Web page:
A bit of a tangent, I know....


#6

Not a problem. You obviously understand how the constitution should be used. My statement was for all of the strict "constitutionalists" that feel that it should not be changed, but should be followed "as is". Nevermind the fact that it has changed throughout its lifetime depending on the situations that the US is in. I have always felt that it was to provide a framework for the structure of the US government and not a means to an end itself. However, there are many out there that don't share that opinion.

BTW, could you tell me which other countries have adopted this government style from the US Constitution? This is a serious inquiry, not an attack. I just find that interesting considering that we are one of the youngest nations on earth and I can't think of any offhand. Probably because it is at the end of my workday. The brain is shutting down.


#7

More unfortunate than those that take a strict constructionist view are those that think that everything is relative and that the constitution shouldn't be followed wrt the original intent of its creators.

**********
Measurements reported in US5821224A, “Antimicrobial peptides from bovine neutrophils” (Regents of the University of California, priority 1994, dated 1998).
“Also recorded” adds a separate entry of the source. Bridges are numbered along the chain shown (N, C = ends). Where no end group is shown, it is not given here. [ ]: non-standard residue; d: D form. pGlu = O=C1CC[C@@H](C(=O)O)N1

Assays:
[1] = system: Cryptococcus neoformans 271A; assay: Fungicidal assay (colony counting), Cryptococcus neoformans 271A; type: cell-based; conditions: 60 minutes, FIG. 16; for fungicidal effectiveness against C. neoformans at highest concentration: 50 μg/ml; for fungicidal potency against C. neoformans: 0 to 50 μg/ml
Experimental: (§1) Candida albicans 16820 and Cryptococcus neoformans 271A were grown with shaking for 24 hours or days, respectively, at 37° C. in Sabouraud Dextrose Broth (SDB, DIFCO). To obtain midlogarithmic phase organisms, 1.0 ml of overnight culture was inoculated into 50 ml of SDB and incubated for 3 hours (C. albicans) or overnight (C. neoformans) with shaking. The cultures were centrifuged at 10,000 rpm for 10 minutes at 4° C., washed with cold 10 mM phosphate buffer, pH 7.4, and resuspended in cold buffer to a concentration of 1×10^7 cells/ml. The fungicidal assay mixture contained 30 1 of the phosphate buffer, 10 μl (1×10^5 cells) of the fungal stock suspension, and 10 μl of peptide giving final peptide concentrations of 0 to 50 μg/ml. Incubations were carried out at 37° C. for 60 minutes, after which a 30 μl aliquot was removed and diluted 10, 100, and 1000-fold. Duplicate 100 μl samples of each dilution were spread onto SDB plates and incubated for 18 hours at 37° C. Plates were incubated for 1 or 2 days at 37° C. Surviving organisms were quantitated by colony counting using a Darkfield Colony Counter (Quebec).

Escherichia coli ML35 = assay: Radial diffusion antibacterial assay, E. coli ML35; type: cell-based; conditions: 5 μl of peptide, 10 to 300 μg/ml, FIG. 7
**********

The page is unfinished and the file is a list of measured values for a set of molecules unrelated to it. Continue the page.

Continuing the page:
Not adhering to it's original constricts gives rise to legislation from the bench. That is what you have seen happening lately. people that can't get their agendas past the voters via democracy have turned to activist judges who are more than happy to bastardize the intent of the constitution.


#8

It's a fine piece of paper with the principles for good government. A shining example of rightful thought that has served as an example for the whole western world. There's no reason to question that. Alas, realpolitik is realpolitik, principles get often tarnished and letters can be stretched.


#9

Exactly what I was trying to say, way to put it RJ.


#10

This is true. Legislation from the bench is an issue. However, the problem is that we have people in 2005 trying to understand what the original intent of a document that was written in the 1700's. The times are different than they were then. This document was not written by the hand of God, but by imperfect men. As such, it needs to reflect the needs of the people of the times. This is why we have the ability of making ammendments to the constitution.

The original intent of the constitution did not take into consideration anyone who was not a white male. That is a fact. All Women, Black people, Asians, Latinos, anyone who was not a white male was not considered. If we stick to that "original" intent, many of us would not be protected under the law. This is why ammendments were made to the document.